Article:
A Supernova-driven, Magnetically-collimated Outflow as the Origin of the Galactic Center Radio Bubbles

26 Jan 2021  ·  Mengfei Zhang, Zhiyuan Li, Mark R. Morris ·

A pair of non-thermal radio bubbles recently discovered in the inner few hundred parsecs of the Galactic center bears a close spatial association with elongated, thermal X-ray features called the X-ray chimneys. While their morphology, position, and orientation vividly point to an outflow from the Galactic center, the physical processes responsible for the outflow remain to be understood. We use three-dimensional magnetohydrodynamic simulations to test the hypothesis that the radio bubbles/X-ray chimneys are the manifestation of an energetic outflow driven by multiple core-collapsed supernovae in the nuclear stellar disk, where numerous massive stars are known to be present. Our simulations are run with different combinations of two main parameters, the supernova birth rate and the strength of a global magnetic field being vertically oriented with respect to the disk. The simulation results show that a hot gas outflow can naturally form and acquire a vertically elongated shape due to collimation by the magnetic pressure. In particular, the simulation with an initial magnetic field strength of 80 $\mu$G and a supernova rate of 1 $kyr^{-1}$ can well reproduce the observed morphology, internal energy and X-ray luminosity of the bubbles after an evolutionary time of 330 kyr. On the other hand, a magnetic field strength of 200 $\mu$G gives rise to an overly elongated outflow that is inconsistent with the observed bubbles. The simulations also reveal that, inside the bubbles, mutual collisions between the shock waves of individual supernovae produce dense filaments of locally amplified magnetic field. Such filaments may account for a fraction of the synchrotron-emitting radio filaments known to exist in the Galactic center.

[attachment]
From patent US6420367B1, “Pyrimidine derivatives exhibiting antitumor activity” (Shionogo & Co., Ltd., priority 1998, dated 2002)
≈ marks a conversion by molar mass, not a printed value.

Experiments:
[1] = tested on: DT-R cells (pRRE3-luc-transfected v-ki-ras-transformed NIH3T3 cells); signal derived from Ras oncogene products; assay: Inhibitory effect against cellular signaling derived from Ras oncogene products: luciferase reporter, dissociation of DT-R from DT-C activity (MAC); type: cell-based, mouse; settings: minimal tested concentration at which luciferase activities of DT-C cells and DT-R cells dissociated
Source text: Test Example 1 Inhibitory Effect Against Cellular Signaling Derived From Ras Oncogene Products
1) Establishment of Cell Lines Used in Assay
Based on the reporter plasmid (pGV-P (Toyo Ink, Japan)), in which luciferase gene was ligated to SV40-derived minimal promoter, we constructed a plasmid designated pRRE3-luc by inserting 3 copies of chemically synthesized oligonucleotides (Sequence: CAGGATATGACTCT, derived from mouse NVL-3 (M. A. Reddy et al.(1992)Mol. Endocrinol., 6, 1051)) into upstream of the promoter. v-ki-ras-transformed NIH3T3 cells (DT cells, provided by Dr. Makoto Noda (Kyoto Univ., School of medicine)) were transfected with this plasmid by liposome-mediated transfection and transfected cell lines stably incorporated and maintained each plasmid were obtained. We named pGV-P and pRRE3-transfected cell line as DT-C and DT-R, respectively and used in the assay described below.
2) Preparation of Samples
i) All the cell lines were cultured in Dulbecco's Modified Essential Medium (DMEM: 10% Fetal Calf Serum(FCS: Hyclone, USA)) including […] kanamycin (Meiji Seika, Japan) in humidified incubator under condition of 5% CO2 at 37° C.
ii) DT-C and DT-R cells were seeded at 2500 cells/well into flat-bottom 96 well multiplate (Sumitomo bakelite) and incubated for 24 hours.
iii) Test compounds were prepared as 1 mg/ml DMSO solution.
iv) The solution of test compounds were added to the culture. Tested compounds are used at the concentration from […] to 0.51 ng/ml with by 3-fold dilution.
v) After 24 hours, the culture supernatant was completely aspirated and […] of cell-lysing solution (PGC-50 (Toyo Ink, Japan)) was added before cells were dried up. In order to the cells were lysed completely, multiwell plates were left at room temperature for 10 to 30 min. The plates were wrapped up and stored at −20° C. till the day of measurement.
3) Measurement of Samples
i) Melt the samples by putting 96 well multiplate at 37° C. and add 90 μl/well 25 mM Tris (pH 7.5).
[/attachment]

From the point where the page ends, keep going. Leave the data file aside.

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Astrophysics of Galaxies